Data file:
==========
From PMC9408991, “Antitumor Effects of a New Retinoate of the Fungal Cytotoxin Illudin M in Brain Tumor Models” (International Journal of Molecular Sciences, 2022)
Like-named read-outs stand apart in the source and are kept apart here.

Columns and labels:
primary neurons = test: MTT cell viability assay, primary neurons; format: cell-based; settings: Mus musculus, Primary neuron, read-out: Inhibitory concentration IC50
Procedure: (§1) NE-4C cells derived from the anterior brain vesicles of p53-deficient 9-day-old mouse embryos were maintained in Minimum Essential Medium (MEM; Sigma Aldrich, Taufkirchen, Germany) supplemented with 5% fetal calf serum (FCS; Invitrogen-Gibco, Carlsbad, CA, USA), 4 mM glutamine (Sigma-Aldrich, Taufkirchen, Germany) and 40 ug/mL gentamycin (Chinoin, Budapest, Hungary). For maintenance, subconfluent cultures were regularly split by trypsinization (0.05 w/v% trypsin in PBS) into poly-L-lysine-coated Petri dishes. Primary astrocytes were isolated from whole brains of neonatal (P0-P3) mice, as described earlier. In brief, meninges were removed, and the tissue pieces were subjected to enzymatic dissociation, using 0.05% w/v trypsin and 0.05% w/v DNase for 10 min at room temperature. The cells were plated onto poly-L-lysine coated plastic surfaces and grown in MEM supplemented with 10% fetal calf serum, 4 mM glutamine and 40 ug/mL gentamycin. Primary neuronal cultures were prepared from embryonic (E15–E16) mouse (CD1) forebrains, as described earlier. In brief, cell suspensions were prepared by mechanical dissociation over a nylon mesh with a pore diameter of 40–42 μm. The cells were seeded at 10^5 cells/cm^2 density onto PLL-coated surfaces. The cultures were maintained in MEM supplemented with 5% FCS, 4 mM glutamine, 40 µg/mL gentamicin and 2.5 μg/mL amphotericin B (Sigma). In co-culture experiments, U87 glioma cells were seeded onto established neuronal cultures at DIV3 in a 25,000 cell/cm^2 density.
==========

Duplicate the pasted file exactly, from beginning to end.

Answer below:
From PMC9408991, “Antitumor Effects of a New Retinoate of the Fungal Cytotoxin Illudin M in Brain Tumor Models” (International Journal of Molecular Sciences, 2022)
Like-named read-outs stand apart in the source and are kept apart here.

Columns and labels:
primary neurons = test: MTT cell viability assay, primary neurons; format: cell-based; settings: Mus musculus, Primary neuron, read-out: Inhibitory concentration IC50
Procedure: (§1) NE-4C cells derived from the anterior brain vesicles of p53-deficient 9-day-old mouse embryos were maintained in Minimum Essential Medium (MEM; Sigma Aldrich, Taufkirchen, Germany) supplemented with 5% fetal calf serum (FCS; Invitrogen-Gibco, Carlsbad, CA, USA), 4 mM glutamine (Sigma-Aldrich, Taufkirchen, Germany) and 40 ug/mL gentamycin (Chinoin, Budapest, Hungary). For maintenance, subconfluent cultures were regularly split by trypsinization (0.05 w/v% trypsin in PBS) into poly-L-lysine-coated Petri dishes. Primary astrocytes were isolated from whole brains of neonatal (P0-P3) mice, as described earlier. In brief, meninges were removed, and the tissue pieces were subjected to enzymatic dissociation, using 0.05% w/v trypsin and 0.05% w/v DNase for 10 min at room temperature. The cells were plated onto poly-L-lysine coated plastic surfaces and grown in MEM supplemented with 10% fetal calf serum, 4 mM glutamine and 40 ug/mL gentamycin. Primary neuronal cultures were prepared from embryonic (E15–E16) mouse (CD1) forebrains, as described earlier. In brief, cell suspensions were prepared by mechanical dissociation over a nylon mesh with a pore diameter of 40–42 μm. The cells were seeded at 10^5 cells/cm^2 density onto PLL-coated surfaces. The cultures were maintained in MEM supplemented with 5% FCS, 4 mM glutamine, 40 µg/mL gentamicin and 2.5 μg/mL amphotericin B (Sigma). In co-culture experiments, U87 glioma cells were seeded onto established neuronal cultures at DIV3 in a 25,000 cell/cm^2 density.